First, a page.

Friday, January 3, 2014

Worries for the Future - Part 4

My regular readers know I have a brother in law, in his 50's, with a developmental disability called autism.  My spouse, who is the oldest of four siblings (including the developmentally disabled brother) is attempting to get legal guardianship of his brother.  This is not an easy process in New York State, where we both live.

Back in December, I updated you as follows:

"As regular readers of this blog know, I have a brother in law, in his 50's, who is developmentally disabled with a condition called autism.

Autism is a spectrum disorder - some individuals can live lives with less help than others.  Many never live up to their full potential.

For several months, my spouse, his oldest brother, has been trying to gain guardianship of his brother.   I promised you a "to be continued" and here it is.

We had had difficulties, but today, we received the last piece of paperwork needed to start the guardianship petition. Tomorrow, we drop it off to the lawyer.  Then, we'll just have to see what happens next.  It's not necessarily a quick process.  Meanwhile, time ticks away - my mother in law (and we) grow older every day."  (more of the post can be read here).

This is where we are now.

We are still in the midst of giving the lawyer information so she can prepare the petition for guardianship.  Very little has come easy - getting the two required medical signoffs, for example, took a lot longer than expected.  Some of the information New York wants about the proposed guardian and the alternate/standby guardians (the other non-disabled sibs) make us wonder - Why?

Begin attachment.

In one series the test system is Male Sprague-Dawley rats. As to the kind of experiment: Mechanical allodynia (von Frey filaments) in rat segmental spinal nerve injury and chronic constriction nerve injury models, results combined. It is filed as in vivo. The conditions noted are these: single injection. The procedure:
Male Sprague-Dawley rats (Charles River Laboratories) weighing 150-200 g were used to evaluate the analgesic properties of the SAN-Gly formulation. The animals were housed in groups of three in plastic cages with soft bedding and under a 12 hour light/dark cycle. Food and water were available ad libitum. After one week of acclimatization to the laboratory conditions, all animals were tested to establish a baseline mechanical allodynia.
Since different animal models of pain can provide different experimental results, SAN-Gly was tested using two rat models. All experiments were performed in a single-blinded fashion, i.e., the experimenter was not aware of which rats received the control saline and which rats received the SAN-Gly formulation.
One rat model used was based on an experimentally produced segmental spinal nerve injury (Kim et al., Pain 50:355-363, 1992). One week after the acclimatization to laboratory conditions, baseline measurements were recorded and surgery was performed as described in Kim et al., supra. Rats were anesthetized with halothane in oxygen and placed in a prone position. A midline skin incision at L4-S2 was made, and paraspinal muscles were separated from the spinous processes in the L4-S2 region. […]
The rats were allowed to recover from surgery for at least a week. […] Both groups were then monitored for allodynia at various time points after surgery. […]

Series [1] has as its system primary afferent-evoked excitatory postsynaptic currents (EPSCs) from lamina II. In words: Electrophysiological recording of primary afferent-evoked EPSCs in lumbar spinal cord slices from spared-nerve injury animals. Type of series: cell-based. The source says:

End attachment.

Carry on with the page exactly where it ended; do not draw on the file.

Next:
Now, however, time is becoming of the essence.

The brother has always lived with his mother, my mother in law.  She is now in her mid 80's, and was recently diagnosed with cancer.  Her cancer was caught early, and her prognosis is good, but first, she will have to undergo some treatment later in January.

Thankfully, she is a strong willed individual and a fighter, and is deeply dedicated to her children.

All the sibs have been plunged (my spouse and I, for the first time) into the bewildering and not so wonderful world of caring for someone with cancer - the doctors, the planning of treatment, the arranging of transportation, the phone calls to give support, the questions, the more questions,  the taking off of work to help care for our loved one, and, (eventually, I expect) the "how is she going to pay for all this?" 

And, in the middle of all this - my brother in law.

How much does he understand? Is he scared? Does he worry about his future? I suspect he knows a lot more than we think, but he can't communicate it.

So, we walk our daily tightrope, trying not to look down, putting one foot in front of the other, and trusting that one day we will reach the other side, and be able to jump off.

Have you been through anything like this?  If so I would love to read your comments.


  1. Alana,
    We helped care for my husband's father a few years ago, when he was dying of cancer. It was a heart-wrenching time, and we didn't have an autistic adult in the mix like you have. Take it one day at a time. Figure out exactly what needs to be done that one day, and then do it. Don't become hamstrung by (this is always my temptation, alas) self-pity or the "whyme?"s. Openly ask for prayers from others. You'll get through it. Blessings and hugs, my friend!

    1. Thank you for your thoughts and support, Amy.

  2. May you obtain the success you desire- and be able to manage once you obtain that new life responsibility you seek.

    1. We hope we can manage, Roy. We will have to learn as we go along - and hope that it works.

  3. Sounds very stressful! Bless you for caring so much.

  4. I hope 2014 is full of positivity for you!

  5. What else can you do but give the best within you? I've never had to care for anyone with a disability. To my regret, the last time I visited my mother from the other side of the world, I didn't recognize the onset of dementia.


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